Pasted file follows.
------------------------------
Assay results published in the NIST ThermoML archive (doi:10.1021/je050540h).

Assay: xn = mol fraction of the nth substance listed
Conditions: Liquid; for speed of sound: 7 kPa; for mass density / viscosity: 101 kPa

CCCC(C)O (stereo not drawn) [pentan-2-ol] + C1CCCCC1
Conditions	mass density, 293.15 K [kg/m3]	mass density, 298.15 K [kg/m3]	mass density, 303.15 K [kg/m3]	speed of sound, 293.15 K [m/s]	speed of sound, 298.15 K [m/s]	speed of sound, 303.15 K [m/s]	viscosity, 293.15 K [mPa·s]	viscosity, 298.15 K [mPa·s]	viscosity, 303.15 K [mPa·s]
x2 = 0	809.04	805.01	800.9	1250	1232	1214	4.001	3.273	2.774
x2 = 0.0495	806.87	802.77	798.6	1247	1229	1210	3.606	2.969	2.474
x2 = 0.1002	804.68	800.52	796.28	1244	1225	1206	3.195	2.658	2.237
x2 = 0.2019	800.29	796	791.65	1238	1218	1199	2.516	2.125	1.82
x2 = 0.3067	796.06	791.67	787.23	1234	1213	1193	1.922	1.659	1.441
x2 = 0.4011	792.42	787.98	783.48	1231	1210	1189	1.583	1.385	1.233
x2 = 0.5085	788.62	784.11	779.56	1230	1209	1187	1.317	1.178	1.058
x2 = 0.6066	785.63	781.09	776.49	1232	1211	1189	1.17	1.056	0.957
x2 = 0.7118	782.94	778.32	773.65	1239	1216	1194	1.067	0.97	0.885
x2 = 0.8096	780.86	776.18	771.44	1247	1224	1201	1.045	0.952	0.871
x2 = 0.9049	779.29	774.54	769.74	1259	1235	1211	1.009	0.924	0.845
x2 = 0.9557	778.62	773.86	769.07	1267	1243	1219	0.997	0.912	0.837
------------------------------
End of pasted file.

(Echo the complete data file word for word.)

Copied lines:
Assay results published in the NIST ThermoML archive (doi:10.1021/je050540h).

Assay: xn = mol fraction of the nth substance listed
Conditions: Liquid; for speed of sound: 7 kPa; for mass density / viscosity: 101 kPa

CCCC(C)O (stereo not drawn) [pentan-2-ol] + C1CCCCC1
Conditions	mass density, 293.15 K [kg/m3]	mass density, 298.15 K [kg/m3]	mass density, 303.15 K [kg/m3]	speed of sound, 293.15 K [m/s]	speed of sound, 298.15 K [m/s]	speed of sound, 303.15 K [m/s]	viscosity, 293.15 K [mPa·s]	viscosity, 298.15 K [mPa·s]	viscosity, 303.15 K [mPa·s]
x2 = 0	809.04	805.01	800.9	1250	1232	1214	4.001	3.273	2.774
x2 = 0.0495	806.87	802.77	798.6	1247	1229	1210	3.606	2.969	2.474
x2 = 0.1002	804.68	800.52	796.28	1244	1225	1206	3.195	2.658	2.237
x2 = 0.2019	800.29	796	791.65	1238	1218	1199	2.516	2.125	1.82
x2 = 0.3067	796.06	791.67	787.23	1234	1213	1193	1.922	1.659	1.441
x2 = 0.4011	792.42	787.98	783.48	1231	1210	1189	1.583	1.385	1.233
x2 = 0.5085	788.62	784.11	779.56	1230	1209	1187	1.317	1.178	1.058
x2 = 0.6066	785.63	781.09	776.49	1232	1211	1189	1.17	1.056	0.957
x2 = 0.7118	782.94	778.32	773.65	1239	1216	1194	1.067	0.97	0.885
x2 = 0.8096	780.86	776.18	771.44	1247	1224	1201	1.045	0.952	0.871
x2 = 0.9049	779.29	774.54	769.74	1259	1235	1211	1.009	0.924	0.845
x2 = 0.9557	778.62	773.86	769.07	1267	1243	1219	0.997	0.912	0.837